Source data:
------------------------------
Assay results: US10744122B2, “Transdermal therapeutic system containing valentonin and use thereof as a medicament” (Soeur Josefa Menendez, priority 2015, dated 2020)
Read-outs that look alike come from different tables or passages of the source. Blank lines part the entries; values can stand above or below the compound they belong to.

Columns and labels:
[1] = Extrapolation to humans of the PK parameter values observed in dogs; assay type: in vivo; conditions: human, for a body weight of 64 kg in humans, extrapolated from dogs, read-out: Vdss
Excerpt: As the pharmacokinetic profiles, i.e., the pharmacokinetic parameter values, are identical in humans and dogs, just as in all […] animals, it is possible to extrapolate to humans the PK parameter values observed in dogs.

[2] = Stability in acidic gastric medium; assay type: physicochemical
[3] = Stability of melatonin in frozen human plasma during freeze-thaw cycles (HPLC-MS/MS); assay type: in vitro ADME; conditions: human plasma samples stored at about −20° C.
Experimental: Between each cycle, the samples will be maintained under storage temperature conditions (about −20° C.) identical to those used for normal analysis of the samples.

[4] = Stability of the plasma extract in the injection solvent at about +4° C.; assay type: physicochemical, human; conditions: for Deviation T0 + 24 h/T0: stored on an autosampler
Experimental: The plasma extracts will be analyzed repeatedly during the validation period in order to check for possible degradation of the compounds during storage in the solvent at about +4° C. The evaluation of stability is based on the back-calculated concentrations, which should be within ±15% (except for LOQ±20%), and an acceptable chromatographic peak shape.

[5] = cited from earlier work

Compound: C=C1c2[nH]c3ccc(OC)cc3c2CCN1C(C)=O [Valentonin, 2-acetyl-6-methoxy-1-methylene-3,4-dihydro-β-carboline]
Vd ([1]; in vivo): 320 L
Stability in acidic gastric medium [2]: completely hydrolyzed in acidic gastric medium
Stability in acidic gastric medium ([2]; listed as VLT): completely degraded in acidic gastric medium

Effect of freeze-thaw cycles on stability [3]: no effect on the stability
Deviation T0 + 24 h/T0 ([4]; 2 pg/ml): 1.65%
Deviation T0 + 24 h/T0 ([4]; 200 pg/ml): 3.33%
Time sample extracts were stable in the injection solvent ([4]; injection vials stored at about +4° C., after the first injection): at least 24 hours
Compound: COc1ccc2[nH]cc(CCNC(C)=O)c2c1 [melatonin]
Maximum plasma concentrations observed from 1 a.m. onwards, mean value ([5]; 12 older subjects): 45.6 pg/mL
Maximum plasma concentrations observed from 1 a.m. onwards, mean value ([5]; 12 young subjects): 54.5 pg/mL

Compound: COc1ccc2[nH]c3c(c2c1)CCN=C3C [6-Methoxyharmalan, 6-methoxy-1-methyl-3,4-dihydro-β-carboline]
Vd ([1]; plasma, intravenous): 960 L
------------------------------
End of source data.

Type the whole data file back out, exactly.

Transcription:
Assay results: US10744122B2, “Transdermal therapeutic system containing valentonin and use thereof as a medicament” (Soeur Josefa Menendez, priority 2015, dated 2020)
Read-outs that look alike come from different tables or passages of the source. Blank lines part the entries; values can stand above or below the compound they belong to.

Columns and labels:
[1] = Extrapolation to humans of the PK parameter values observed in dogs; assay type: in vivo; conditions: human, for a body weight of 64 kg in humans, extrapolated from dogs, read-out: Vdss
Excerpt: As the pharmacokinetic profiles, i.e., the pharmacokinetic parameter values, are identical in humans and dogs, just as in all […] animals, it is possible to extrapolate to humans the PK parameter values observed in dogs.

[2] = Stability in acidic gastric medium; assay type: physicochemical
[3] = Stability of melatonin in frozen human plasma during freeze-thaw cycles (HPLC-MS/MS); assay type: in vitro ADME; conditions: human plasma samples stored at about −20° C.
Experimental: Between each cycle, the samples will be maintained under storage temperature conditions (about −20° C.) identical to those used for normal analysis of the samples.

[4] = Stability of the plasma extract in the injection solvent at about +4° C.; assay type: physicochemical, human; conditions: for Deviation T0 + 24 h/T0: stored on an autosampler
Experimental: The plasma extracts will be analyzed repeatedly during the validation period in order to check for possible degradation of the compounds during storage in the solvent at about +4° C. The evaluation of stability is based on the back-calculated concentrations, which should be within ±15% (except for LOQ±20%), and an acceptable chromatographic peak shape.

[5] = cited from earlier work

Compound: C=C1c2[nH]c3ccc(OC)cc3c2CCN1C(C)=O [Valentonin, 2-acetyl-6-methoxy-1-methylene-3,4-dihydro-β-carboline]
Vd ([1]; in vivo): 320 L
Stability in acidic gastric medium [2]: completely hydrolyzed in acidic gastric medium
Stability in acidic gastric medium ([2]; listed as VLT): completely degraded in acidic gastric medium

Effect of freeze-thaw cycles on stability [3]: no effect on the stability
Deviation T0 + 24 h/T0 ([4]; 2 pg/ml): 1.65%
Deviation T0 + 24 h/T0 ([4]; 200 pg/ml): 3.33%
Time sample extracts were stable in the injection solvent ([4]; injection vials stored at about +4° C., after the first injection): at least 24 hours
Compound: COc1ccc2[nH]cc(CCNC(C)=O)c2c1 [melatonin]
Maximum plasma concentrations observed from 1 a.m. onwards, mean value ([5]; 12 older subjects): 45.6 pg/mL
Maximum plasma concentrations observed from 1 a.m. onwards, mean value ([5]; 12 young subjects): 54.5 pg/mL

Compound: COc1ccc2[nH]c3c(c2c1)CCN=C3C [6-Methoxyharmalan, 6-methoxy-1-methyl-3,4-dihydro-β-carboline]
Vd ([1]; plasma, intravenous): 960 L